Salad in a Jar
Use a quart mason jar for a large salad or a pint for a small one. Dressing goes on the bottom, along with anything in big pieces, like chopped ham, radishes, carrots or cukes. On top of that, add things like cheese, nuts or croutons that you don’t want to get soaked. On the top add your fresh greens, cut the size you like. When you are ready to eat your salad, shake the jar and pour into a large bowl. The dressing will be last so it won’t soak your salad until you are ready to eat it. Salad in a jar can be made the night before and stored in the fridge.
Savory Roasted Broccoli
2 heads of broccoli or a dozen side shoots (dried well)
2-3 Tbs. of olive oil or butter
2 cloves of garlic (or garlic scapes-2 chopped in 1 in. slices)
Salt and pepper
Juice of half a lemon (2 Tbs.)
3 Tbs. parmesan cheese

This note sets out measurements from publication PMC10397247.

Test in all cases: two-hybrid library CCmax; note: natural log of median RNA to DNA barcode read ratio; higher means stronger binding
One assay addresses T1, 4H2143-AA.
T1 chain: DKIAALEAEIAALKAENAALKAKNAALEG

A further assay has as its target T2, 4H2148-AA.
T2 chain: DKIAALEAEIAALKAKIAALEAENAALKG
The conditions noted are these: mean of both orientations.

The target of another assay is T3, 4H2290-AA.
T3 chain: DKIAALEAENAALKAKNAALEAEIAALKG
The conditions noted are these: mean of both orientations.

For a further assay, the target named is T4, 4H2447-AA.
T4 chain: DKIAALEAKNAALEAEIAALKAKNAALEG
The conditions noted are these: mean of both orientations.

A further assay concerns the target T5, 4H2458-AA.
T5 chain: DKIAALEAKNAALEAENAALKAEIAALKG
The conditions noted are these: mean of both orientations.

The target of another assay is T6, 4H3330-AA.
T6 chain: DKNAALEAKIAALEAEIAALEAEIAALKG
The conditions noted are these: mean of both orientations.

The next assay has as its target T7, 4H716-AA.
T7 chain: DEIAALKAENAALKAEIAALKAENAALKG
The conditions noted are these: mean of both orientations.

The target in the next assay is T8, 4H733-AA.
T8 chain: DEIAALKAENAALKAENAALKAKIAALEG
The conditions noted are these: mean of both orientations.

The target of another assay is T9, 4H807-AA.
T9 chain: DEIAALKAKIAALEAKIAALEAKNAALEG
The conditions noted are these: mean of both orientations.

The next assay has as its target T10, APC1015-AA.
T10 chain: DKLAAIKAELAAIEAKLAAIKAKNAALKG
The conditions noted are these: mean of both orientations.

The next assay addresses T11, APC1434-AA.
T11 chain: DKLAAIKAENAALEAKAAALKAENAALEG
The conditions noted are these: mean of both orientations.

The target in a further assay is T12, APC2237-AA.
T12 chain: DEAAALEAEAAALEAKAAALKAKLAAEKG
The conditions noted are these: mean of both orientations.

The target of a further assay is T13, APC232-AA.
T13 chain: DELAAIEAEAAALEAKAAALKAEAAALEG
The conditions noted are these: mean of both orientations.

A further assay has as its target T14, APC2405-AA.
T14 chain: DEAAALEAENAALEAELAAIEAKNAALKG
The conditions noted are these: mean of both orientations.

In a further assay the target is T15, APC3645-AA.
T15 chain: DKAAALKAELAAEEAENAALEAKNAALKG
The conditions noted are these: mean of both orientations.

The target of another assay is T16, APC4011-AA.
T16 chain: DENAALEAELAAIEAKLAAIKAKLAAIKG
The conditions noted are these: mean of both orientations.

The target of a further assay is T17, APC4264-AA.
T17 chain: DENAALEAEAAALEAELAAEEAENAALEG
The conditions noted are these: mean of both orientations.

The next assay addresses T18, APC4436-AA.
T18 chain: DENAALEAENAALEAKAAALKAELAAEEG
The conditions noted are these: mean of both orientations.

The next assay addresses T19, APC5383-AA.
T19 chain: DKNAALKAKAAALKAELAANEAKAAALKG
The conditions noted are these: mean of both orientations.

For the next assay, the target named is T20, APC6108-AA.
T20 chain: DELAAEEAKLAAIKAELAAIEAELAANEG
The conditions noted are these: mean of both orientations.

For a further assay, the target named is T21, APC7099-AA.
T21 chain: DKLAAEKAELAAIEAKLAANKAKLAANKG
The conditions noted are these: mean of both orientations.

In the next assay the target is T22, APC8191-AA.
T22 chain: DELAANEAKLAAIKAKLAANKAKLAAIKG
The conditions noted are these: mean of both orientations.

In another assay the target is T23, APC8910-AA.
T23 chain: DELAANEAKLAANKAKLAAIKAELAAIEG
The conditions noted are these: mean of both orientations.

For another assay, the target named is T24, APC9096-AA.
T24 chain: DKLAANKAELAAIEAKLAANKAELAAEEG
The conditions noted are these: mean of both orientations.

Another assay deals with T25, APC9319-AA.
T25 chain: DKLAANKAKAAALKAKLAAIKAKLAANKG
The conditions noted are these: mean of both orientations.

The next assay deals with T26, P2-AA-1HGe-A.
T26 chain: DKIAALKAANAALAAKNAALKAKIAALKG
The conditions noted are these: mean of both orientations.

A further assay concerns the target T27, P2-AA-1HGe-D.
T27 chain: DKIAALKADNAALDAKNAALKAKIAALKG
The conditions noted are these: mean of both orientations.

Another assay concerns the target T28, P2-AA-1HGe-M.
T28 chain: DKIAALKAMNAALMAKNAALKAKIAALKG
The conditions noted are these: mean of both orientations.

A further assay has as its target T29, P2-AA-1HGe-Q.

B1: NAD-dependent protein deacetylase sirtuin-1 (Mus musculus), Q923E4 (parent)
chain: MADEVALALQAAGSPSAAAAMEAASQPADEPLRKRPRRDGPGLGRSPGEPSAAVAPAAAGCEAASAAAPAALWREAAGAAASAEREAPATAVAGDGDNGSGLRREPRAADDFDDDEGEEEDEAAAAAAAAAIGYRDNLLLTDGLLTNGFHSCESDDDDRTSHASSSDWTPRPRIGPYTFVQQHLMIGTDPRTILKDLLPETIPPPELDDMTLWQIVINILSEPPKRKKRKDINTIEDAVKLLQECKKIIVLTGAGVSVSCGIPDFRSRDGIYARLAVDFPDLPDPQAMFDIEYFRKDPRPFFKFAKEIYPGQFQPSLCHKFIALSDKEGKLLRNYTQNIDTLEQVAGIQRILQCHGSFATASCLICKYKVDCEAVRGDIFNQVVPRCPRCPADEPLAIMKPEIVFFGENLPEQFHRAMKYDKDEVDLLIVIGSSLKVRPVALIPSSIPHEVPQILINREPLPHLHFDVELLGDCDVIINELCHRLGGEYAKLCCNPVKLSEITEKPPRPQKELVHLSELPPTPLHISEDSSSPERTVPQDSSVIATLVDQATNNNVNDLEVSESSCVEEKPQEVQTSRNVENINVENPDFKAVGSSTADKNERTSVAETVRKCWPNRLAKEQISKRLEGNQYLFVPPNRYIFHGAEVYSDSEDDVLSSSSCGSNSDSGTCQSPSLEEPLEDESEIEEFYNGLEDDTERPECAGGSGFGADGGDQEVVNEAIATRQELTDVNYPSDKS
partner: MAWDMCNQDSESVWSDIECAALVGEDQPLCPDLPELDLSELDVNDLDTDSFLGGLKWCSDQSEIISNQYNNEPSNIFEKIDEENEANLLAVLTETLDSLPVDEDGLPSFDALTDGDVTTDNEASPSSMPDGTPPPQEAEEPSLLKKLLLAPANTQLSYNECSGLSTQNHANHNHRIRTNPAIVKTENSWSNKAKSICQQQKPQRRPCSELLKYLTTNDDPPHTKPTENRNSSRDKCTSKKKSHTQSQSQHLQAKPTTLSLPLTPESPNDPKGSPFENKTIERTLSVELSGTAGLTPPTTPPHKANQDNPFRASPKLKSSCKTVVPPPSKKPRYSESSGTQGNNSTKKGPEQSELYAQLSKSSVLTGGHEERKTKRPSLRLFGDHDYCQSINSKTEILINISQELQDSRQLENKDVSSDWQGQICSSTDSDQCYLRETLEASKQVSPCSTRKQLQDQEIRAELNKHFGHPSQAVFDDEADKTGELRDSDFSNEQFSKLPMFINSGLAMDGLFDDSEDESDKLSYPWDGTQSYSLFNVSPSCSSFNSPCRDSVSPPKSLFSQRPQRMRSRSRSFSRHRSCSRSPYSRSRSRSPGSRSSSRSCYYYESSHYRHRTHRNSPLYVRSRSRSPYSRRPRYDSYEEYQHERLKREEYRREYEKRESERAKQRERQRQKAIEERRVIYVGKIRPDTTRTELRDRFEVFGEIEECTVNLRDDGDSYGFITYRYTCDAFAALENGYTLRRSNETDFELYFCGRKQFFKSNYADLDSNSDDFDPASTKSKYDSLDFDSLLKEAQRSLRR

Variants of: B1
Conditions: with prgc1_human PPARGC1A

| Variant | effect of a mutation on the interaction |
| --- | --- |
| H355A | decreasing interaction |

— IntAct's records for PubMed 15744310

Slivered almonds (optional)
Cut up broccoli and toss with olive oil, garlic, salt and pepper in a roasting pan. Roast at 375F for about 15-20 minutes, tossing at least once during the roast. Remove when broccoli is just a bit brown but not too crispy. Toss with the lemon and parmesan and enjoy!
Kale Sauteed with Bacon, Scapes and Lemon
From The FarmersKitchen:The Ultimate Guide to Enjoying Your CSA and Farmers’ Market Foods by Brett Grohsgal and Julia Shanks 2011
2 Slices bacon, diced
½ lb kale (or other braising greens), coarsely chopped
2-3 garlic scapes, chopped
¼ tsp chili flakes (optional)
Juice of ½ lemon
Salt and pepper to taste
Heat a large skillet. Add the bacon and cook until the fat starts to render and the bacon begins to brown. Drain off excess.
To the bacon pan, add the scapes and chili flakes, and then the kale. Cook for 3 minutes (cook for 2 min if you use beet greens), or until kale is wilted and tender.
Season to taste with salt and pepper. Squeeze lemon on top just before serving.